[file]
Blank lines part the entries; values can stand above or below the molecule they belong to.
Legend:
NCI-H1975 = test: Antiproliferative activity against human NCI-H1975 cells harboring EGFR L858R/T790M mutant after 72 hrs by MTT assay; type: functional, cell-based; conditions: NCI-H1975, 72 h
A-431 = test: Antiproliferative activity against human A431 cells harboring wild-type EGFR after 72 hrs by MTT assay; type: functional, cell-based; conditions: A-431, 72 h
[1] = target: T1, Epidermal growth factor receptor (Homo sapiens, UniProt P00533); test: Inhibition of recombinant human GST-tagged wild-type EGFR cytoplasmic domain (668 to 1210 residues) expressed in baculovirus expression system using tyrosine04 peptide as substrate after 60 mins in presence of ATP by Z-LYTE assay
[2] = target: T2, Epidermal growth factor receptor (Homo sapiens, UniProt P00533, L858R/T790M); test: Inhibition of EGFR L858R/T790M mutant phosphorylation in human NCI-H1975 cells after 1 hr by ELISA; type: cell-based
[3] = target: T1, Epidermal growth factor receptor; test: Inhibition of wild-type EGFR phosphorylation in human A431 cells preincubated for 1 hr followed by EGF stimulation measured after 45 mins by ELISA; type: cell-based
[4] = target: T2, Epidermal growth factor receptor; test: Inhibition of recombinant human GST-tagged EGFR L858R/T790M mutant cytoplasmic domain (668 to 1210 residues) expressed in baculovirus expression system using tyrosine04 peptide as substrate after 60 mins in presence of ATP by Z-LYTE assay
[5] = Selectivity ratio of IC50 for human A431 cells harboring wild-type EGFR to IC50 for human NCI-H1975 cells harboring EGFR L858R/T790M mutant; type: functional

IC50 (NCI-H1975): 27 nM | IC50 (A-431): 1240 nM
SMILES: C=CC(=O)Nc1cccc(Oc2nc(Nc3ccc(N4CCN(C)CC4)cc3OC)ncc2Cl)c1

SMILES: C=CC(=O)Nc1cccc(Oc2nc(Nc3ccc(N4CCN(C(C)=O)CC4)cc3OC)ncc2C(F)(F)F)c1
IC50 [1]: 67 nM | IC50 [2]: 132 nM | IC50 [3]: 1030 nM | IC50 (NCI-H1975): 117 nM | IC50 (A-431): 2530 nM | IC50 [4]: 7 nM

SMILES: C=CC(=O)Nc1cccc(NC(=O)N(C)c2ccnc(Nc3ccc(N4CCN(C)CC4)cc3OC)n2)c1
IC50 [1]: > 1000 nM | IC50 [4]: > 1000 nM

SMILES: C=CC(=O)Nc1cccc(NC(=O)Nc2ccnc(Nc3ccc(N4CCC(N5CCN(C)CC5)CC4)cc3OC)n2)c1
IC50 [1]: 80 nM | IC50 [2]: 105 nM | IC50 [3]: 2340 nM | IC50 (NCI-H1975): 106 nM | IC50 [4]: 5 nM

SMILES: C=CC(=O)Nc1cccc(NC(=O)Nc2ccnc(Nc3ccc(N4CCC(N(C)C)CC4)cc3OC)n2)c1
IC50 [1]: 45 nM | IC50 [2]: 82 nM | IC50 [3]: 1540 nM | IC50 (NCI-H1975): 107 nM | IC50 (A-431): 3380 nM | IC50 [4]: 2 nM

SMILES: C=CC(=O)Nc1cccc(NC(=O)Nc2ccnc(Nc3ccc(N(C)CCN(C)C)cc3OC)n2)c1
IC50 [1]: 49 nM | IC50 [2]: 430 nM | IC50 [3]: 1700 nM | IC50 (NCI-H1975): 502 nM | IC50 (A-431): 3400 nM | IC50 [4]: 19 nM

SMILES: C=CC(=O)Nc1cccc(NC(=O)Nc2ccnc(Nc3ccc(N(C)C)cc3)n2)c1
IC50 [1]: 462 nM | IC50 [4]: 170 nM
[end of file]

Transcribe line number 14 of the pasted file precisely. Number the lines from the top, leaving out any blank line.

SMILES: C=CC(=O)Nc1cccc(NC(=O)N(C)c2ccnc(Nc3ccc(N4CCN(C)CC4)cc3OC)n2)c1